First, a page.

A recent study by the Brookings Institute found that the growth of green jobs may have even accelerated during the recent global recession, and industries "ranging from wind and solar energy to smart grid applications and professional energy services -- grew twice as fast as the rest of the economy.” However, according to HuffPost blogger Mark Muro, green jobs are still more of an “appropriate ambition than a large source of near-term employment.”
For environmental supporters and proponents of green-collar jobs, some of the expected budget cuts from the recently passed debt limit bill are alarming. The extent of cuts won't be decided until later this year, but the Environmental Protection Agency and the Interior Department may lose funding to a number of their programs, reports The Week. Many worry what will happen to green industries if lawmakers “gut the EPA.” According to Ben Schreiber, a tax analyst with Friends of the Earth, “the clean-energy revolution" will become "a casualty of these cuts.”
Despite this, there are green jobs available and efforts are being taken to connect underprivileged jobseekers with them. California currently leads the nation in green jobs with over 300,000 currently employed in green industries.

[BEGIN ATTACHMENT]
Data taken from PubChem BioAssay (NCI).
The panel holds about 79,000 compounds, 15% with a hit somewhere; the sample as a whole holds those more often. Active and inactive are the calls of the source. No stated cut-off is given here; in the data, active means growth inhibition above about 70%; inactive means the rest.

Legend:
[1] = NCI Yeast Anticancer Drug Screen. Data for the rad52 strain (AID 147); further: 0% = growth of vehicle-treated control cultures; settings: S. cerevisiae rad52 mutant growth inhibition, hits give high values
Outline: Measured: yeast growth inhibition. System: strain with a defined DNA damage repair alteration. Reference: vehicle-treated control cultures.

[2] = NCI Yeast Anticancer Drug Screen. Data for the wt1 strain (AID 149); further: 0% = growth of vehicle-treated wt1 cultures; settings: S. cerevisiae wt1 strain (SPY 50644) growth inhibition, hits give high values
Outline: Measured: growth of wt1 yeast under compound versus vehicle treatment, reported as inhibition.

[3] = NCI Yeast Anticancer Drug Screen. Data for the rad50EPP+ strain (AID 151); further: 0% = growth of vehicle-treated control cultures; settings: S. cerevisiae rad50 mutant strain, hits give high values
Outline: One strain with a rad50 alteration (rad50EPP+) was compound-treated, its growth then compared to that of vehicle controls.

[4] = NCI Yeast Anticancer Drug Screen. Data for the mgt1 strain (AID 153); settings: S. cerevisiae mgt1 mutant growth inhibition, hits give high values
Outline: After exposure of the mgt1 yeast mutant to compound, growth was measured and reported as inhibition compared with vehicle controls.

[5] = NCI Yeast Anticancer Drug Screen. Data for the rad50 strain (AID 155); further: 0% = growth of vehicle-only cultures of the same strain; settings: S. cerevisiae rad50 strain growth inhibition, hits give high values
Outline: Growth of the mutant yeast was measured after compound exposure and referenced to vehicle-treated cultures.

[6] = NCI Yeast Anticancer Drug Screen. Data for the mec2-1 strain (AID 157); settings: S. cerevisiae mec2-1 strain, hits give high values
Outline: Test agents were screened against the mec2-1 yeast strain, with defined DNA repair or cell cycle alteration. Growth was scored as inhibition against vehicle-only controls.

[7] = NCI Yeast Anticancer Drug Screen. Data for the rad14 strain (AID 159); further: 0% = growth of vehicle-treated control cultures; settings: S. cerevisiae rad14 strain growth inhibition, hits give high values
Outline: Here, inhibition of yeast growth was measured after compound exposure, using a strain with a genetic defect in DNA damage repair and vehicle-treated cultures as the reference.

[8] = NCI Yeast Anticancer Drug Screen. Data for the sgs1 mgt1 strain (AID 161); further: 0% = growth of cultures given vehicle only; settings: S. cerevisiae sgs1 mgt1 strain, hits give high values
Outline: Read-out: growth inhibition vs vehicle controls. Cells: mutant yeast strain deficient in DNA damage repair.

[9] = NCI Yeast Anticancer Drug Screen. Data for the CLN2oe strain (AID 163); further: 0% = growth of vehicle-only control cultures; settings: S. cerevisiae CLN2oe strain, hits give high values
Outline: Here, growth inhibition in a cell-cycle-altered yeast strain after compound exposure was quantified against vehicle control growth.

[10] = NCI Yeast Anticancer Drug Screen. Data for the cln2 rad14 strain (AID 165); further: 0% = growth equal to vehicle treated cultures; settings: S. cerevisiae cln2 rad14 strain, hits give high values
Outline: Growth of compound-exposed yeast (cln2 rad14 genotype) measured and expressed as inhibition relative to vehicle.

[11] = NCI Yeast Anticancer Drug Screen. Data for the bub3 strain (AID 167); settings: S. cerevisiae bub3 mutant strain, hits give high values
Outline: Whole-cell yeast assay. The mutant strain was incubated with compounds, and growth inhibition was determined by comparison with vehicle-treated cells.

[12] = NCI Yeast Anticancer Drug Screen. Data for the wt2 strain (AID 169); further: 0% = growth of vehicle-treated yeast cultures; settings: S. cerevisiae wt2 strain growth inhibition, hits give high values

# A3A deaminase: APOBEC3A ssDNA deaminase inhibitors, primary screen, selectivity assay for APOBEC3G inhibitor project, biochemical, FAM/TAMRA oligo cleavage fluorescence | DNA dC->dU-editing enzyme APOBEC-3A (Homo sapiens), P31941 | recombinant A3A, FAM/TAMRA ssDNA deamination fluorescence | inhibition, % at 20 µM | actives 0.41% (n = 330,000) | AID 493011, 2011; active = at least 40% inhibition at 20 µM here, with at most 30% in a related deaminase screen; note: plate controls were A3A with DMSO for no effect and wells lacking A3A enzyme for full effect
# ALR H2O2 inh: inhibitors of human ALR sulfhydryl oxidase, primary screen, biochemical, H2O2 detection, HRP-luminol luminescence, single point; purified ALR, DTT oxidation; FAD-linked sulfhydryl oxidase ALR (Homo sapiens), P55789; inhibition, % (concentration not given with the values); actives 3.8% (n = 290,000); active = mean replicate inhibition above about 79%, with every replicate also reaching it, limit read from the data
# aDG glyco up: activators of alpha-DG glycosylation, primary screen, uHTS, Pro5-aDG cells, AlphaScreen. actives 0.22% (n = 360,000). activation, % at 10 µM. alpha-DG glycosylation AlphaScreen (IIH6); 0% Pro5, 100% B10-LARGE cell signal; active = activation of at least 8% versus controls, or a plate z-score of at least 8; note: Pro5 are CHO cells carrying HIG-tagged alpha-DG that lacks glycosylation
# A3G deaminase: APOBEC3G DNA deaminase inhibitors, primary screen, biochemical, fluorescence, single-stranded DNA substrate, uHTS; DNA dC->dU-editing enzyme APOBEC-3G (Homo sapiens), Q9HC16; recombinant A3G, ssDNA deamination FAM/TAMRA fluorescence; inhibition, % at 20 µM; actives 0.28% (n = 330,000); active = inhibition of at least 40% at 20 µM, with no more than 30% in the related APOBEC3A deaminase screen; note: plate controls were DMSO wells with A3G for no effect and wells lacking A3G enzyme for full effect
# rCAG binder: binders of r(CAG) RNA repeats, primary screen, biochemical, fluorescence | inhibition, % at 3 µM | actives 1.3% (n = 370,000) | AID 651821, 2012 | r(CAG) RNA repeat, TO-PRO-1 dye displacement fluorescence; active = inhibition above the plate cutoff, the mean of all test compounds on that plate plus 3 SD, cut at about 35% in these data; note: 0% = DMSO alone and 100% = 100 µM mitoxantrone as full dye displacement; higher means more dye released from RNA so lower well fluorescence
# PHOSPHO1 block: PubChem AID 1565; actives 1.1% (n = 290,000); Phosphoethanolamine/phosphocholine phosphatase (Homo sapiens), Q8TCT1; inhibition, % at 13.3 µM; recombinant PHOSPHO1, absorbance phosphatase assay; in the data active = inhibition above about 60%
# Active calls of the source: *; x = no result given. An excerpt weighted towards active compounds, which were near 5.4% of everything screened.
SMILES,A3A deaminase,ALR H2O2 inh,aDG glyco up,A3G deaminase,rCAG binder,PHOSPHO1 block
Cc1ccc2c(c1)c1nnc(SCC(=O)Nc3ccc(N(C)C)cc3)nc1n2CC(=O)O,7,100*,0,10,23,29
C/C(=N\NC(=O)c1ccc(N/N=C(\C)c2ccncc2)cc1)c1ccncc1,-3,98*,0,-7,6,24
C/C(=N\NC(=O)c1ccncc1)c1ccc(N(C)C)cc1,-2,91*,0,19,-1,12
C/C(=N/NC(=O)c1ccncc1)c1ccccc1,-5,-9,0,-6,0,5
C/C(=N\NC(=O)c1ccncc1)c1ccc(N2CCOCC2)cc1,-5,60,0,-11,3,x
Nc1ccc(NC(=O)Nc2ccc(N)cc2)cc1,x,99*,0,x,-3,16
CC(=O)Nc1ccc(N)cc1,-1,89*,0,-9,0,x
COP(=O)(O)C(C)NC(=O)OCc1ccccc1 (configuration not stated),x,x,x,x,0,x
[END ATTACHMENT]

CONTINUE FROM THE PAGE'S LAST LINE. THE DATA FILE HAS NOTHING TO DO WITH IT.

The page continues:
There is little question that green jobs do exist, but it is still unclear what actually constitutes a green job. According to TIME, this ambiguity means that “advocates on both sides of the issue can run wild.”
For workers who hold one of America's 2.7 million “clean” jobs, their paychecks may be larger than those in other sectors, a Brookings study recent found. For those looking to become a part of the emerging green economy, check out this list of some green jobs and online resources that could help you find them:
Want to see more? Check out this Fast Company map to see where many of the nation's green jobs are located.